Water glass eggs?

One of the things that some of my neighbors have done when moving out to the country is get chickens, some do it for the meat, but most do it to harvest eggs. One problem is getting too many chickens for the number of people living (and eating) in the household. It’s near impossible to buy just a few chicks or fertile eggs from a catalog, they often insist that you buy a dozen or more, usually more, that’s because of the mortality of live chicks being shipped out. Some of the chicks will die, either in the shipping process, or shortly after arriving. And it’s cheaper (per chick) to ship more than fewer. Some of the wiser neighbors will go in with another family or neighbor and split the chicks, but many will go ahead and order way too many chicks and will end up with far too many eggs at one time once the hens start laying.

Personally I would say that for one or two people, no more than 4-6 laying hens, if you think about it, each hen will lay one egg per day, unless you eat a lot of eggs, or are selling the eggs, then it doens’t take long to be overrun with eggs.

There are, however, ways to store the excess eggs where they will not go bad. And anyone who has been around laying hens know that they slow down egg production in the winter, so it’s a good idea to be able to save that excess of eggs for the winter when you will be getting fewer to none.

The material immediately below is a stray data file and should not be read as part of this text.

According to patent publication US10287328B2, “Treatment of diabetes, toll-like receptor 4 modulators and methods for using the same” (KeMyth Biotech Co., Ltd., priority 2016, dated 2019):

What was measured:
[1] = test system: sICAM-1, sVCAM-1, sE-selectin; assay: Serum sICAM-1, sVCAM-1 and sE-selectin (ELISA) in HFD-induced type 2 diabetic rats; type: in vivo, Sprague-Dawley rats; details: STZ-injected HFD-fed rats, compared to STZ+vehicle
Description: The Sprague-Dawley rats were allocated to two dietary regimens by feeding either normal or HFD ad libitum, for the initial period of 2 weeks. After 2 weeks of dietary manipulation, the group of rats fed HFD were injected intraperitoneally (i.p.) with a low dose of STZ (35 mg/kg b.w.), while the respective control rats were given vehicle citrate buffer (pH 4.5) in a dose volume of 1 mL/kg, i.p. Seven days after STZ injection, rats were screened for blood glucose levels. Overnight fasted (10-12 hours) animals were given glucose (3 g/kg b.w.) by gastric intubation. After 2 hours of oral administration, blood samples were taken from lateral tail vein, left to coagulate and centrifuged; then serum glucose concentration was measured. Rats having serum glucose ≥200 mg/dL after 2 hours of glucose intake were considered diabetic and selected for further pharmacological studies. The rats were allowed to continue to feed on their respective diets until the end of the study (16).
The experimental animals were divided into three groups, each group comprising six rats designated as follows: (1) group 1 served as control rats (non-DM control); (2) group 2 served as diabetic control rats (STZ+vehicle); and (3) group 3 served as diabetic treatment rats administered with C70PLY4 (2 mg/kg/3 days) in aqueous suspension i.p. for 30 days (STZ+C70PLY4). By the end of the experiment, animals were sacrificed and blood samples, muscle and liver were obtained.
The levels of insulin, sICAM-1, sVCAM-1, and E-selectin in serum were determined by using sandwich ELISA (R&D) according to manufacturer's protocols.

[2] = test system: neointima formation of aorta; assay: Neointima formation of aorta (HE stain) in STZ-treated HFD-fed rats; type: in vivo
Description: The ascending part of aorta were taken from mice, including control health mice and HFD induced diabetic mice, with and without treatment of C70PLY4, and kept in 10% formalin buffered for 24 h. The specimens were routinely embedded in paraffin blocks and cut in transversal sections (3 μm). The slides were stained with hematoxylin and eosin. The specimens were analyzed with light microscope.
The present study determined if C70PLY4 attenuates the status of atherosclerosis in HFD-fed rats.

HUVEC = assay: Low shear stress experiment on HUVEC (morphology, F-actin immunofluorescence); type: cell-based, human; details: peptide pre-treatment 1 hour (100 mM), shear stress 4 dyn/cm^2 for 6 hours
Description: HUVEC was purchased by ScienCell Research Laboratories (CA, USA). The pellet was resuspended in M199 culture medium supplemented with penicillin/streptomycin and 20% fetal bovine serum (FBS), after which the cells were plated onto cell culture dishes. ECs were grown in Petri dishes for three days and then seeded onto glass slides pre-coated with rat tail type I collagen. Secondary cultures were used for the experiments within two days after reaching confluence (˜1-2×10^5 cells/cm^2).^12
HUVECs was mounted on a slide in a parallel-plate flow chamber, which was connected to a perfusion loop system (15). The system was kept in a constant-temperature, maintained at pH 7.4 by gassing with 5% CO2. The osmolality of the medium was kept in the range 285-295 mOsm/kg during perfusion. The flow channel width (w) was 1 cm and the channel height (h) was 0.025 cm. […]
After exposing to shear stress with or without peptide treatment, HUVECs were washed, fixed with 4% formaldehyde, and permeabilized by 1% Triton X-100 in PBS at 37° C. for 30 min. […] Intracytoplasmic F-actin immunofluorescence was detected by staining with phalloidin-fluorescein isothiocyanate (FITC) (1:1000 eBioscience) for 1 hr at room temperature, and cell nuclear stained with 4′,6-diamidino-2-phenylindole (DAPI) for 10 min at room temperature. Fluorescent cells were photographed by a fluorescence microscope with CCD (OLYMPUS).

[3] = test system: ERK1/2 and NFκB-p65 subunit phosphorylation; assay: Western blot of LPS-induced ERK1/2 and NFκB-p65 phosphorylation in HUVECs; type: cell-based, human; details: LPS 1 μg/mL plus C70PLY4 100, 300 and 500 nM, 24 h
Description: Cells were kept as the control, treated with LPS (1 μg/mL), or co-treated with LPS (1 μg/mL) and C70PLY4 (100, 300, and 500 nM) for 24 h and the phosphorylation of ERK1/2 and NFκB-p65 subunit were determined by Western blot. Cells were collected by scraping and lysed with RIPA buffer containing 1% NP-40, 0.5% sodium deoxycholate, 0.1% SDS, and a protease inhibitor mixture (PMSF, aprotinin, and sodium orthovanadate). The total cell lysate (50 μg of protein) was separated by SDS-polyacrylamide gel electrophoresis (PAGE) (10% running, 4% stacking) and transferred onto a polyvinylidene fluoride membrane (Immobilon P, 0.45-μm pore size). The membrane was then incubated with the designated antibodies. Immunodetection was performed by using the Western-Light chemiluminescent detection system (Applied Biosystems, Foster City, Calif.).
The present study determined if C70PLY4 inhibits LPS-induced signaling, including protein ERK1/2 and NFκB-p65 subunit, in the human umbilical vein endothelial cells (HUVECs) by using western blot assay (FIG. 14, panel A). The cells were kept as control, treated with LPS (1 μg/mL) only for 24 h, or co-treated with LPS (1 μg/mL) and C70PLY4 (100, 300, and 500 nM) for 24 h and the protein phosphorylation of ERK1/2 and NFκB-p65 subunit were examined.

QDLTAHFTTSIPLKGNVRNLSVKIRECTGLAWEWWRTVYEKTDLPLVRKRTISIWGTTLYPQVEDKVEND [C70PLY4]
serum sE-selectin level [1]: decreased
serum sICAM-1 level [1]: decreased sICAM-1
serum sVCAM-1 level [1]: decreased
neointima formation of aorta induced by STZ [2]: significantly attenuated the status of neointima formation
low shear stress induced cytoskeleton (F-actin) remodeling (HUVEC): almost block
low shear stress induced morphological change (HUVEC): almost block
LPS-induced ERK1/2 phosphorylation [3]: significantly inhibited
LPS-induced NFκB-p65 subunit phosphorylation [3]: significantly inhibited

Before refrigeration was available, people would use hydrated lime to store the eggs, it keeps them from going rancid and if done properly, it’s said that you can keep eggs fresh for up to a year, possibly longer if kept in a cool place.

The best time to start this is in the spring going into summer, only use clean but unwashed fresh eggs, do not try this with store bought eggs as they have been washed and no longer have their protective “bloom” on them, the pores will be open and the eggs will suck in the hydrated lime making the eggs inedible.

Watch these two videos to see just how simple this process is.


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